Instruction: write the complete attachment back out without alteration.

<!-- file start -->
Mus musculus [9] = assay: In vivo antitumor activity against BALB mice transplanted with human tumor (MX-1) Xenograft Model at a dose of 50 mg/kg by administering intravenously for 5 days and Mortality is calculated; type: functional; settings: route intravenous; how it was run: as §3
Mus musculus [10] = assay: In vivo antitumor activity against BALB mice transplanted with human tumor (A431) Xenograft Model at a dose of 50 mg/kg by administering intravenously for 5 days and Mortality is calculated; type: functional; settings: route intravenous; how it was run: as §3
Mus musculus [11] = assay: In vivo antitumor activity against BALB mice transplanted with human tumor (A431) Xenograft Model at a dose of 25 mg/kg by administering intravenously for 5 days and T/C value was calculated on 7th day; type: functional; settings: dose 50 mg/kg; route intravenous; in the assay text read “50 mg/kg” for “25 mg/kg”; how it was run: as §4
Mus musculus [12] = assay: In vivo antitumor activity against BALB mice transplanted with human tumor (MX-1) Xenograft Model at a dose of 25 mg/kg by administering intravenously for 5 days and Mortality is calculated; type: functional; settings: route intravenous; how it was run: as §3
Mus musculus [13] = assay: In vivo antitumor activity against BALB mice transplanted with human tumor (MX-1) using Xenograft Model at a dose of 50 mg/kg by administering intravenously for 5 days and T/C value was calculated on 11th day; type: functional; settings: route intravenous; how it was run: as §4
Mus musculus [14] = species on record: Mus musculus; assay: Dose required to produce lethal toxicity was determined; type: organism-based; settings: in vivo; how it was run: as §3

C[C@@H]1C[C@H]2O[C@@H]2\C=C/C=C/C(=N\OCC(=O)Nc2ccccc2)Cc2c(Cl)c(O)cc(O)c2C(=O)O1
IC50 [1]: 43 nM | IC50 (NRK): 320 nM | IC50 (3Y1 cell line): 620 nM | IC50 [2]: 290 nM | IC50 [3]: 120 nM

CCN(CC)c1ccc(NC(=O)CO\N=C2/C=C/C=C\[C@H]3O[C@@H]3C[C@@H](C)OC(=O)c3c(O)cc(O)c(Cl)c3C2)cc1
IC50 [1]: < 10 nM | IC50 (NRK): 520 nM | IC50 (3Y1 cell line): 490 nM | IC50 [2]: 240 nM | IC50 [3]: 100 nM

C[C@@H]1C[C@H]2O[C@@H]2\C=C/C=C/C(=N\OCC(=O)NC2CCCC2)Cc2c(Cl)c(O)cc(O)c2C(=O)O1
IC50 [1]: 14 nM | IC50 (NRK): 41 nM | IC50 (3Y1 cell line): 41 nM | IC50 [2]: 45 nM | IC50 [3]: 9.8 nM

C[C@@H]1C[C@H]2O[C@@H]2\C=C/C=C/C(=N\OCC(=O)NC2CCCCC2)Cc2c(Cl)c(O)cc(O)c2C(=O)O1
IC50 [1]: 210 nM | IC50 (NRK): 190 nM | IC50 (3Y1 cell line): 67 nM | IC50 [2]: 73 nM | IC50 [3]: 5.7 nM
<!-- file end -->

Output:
Mus musculus [9] = assay: In vivo antitumor activity against BALB mice transplanted with human tumor (MX-1) Xenograft Model at a dose of 50 mg/kg by administering intravenously for 5 days and Mortality is calculated; type: functional; settings: route intravenous; how it was run: as §3
Mus musculus [10] = assay: In vivo antitumor activity against BALB mice transplanted with human tumor (A431) Xenograft Model at a dose of 50 mg/kg by administering intravenously for 5 days and Mortality is calculated; type: functional; settings: route intravenous; how it was run: as §3
Mus musculus [11] = assay: In vivo antitumor activity against BALB mice transplanted with human tumor (A431) Xenograft Model at a dose of 25 mg/kg by administering intravenously for 5 days and T/C value was calculated on 7th day; type: functional; settings: dose 50 mg/kg; route intravenous; in the assay text read “50 mg/kg” for “25 mg/kg”; how it was run: as §4
Mus musculus [12] = assay: In vivo antitumor activity against BALB mice transplanted with human tumor (MX-1) Xenograft Model at a dose of 25 mg/kg by administering intravenously for 5 days and Mortality is calculated; type: functional; settings: route intravenous; how it was run: as §3
Mus musculus [13] = assay: In vivo antitumor activity against BALB mice transplanted with human tumor (MX-1) using Xenograft Model at a dose of 50 mg/kg by administering intravenously for 5 days and T/C value was calculated on 11th day; type: functional; settings: route intravenous; how it was run: as §4
Mus musculus [14] = species on record: Mus musculus; assay: Dose required to produce lethal toxicity was determined; type: organism-based; settings: in vivo; how it was run: as §3

C[C@@H]1C[C@H]2O[C@@H]2\C=C/C=C/C(=N\OCC(=O)Nc2ccccc2)Cc2c(Cl)c(O)cc(O)c2C(=O)O1
IC50 [1]: 43 nM | IC50 (NRK): 320 nM | IC50 (3Y1 cell line): 620 nM | IC50 [2]: 290 nM | IC50 [3]: 120 nM

CCN(CC)c1ccc(NC(=O)CO\N=C2/C=C/C=C\[C@H]3O[C@@H]3C[C@@H](C)OC(=O)c3c(O)cc(O)c(Cl)c3C2)cc1
IC50 [1]: < 10 nM | IC50 (NRK): 520 nM | IC50 (3Y1 cell line): 490 nM | IC50 [2]: 240 nM | IC50 [3]: 100 nM

C[C@@H]1C[C@H]2O[C@@H]2\C=C/C=C/C(=N\OCC(=O)NC2CCCC2)Cc2c(Cl)c(O)cc(O)c2C(=O)O1
IC50 [1]: 14 nM | IC50 (NRK): 41 nM | IC50 (3Y1 cell line): 41 nM | IC50 [2]: 45 nM | IC50 [3]: 9.8 nM

C[C@@H]1C[C@H]2O[C@@H]2\C=C/C=C/C(=N\OCC(=O)NC2CCCCC2)Cc2c(Cl)c(O)cc(O)c2C(=O)O1
IC50 [1]: 210 nM | IC50 (NRK): 190 nM | IC50 (3Y1 cell line): 67 nM | IC50 [2]: 73 nM | IC50 [3]: 5.7 nM